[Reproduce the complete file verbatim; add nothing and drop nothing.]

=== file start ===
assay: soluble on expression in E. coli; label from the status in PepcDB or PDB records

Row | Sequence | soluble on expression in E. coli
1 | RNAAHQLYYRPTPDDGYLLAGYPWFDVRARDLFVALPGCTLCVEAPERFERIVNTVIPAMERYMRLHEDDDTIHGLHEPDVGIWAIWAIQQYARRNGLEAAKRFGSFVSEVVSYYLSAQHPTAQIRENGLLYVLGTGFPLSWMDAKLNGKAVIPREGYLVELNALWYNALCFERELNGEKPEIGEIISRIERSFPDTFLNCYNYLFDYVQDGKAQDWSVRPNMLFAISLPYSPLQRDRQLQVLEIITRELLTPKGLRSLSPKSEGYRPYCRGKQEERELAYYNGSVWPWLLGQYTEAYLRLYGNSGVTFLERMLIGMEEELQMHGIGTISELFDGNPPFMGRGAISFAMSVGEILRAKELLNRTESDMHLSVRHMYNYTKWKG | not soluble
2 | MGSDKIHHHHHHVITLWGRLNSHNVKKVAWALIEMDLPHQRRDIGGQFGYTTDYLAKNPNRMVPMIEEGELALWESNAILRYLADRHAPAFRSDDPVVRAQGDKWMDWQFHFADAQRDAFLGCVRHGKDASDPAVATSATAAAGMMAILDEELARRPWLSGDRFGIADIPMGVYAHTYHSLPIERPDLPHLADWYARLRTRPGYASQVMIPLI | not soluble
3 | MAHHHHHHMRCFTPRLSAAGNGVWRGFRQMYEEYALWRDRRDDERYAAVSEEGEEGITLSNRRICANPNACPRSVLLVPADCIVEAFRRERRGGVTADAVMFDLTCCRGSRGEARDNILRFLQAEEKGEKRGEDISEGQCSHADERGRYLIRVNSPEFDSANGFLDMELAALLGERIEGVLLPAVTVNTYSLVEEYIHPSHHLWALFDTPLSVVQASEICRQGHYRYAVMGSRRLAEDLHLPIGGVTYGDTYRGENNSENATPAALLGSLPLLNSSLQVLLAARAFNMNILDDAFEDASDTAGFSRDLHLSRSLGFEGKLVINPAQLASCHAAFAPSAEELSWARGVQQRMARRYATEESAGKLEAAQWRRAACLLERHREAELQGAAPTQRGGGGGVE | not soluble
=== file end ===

assay: soluble on expression in E. coli; label from the status in PepcDB or PDB records

Row | Sequence | soluble on expression in E. coli
1 | RNAAHQLYYRPTPDDGYLLAGYPWFDVRARDLFVALPGCTLCVEAPERFERIVNTVIPAMERYMRLHEDDDTIHGLHEPDVGIWAIWAIQQYARRNGLEAAKRFGSFVSEVVSYYLSAQHPTAQIRENGLLYVLGTGFPLSWMDAKLNGKAVIPREGYLVELNALWYNALCFERELNGEKPEIGEIISRIERSFPDTFLNCYNYLFDYVQDGKAQDWSVRPNMLFAISLPYSPLQRDRQLQVLEIITRELLTPKGLRSLSPKSEGYRPYCRGKQEERELAYYNGSVWPWLLGQYTEAYLRLYGNSGVTFLERMLIGMEEELQMHGIGTISELFDGNPPFMGRGAISFAMSVGEILRAKELLNRTESDMHLSVRHMYNYTKWKG | not soluble
2 | MGSDKIHHHHHHVITLWGRLNSHNVKKVAWALIEMDLPHQRRDIGGQFGYTTDYLAKNPNRMVPMIEEGELALWESNAILRYLADRHAPAFRSDDPVVRAQGDKWMDWQFHFADAQRDAFLGCVRHGKDASDPAVATSATAAAGMMAILDEELARRPWLSGDRFGIADIPMGVYAHTYHSLPIERPDLPHLADWYARLRTRPGYASQVMIPLI | not soluble
3 | MAHHHHHHMRCFTPRLSAAGNGVWRGFRQMYEEYALWRDRRDDERYAAVSEEGEEGITLSNRRICANPNACPRSVLLVPADCIVEAFRRERRGGVTADAVMFDLTCCRGSRGEARDNILRFLQAEEKGEKRGEDISEGQCSHADERGRYLIRVNSPEFDSANGFLDMELAALLGERIEGVLLPAVTVNTYSLVEEYIHPSHHLWALFDTPLSVVQASEICRQGHYRYAVMGSRRLAEDLHLPIGGVTYGDTYRGENNSENATPAALLGSLPLLNSSLQVLLAARAFNMNILDDAFEDASDTAGFSRDLHLSRSLGFEGKLVINPAQLASCHAAFAPSAEELSWARGVQQRMARRYATEESAGKLEAAQWRRAACLLERHREAELQGAAPTQRGGGGGVE | not soluble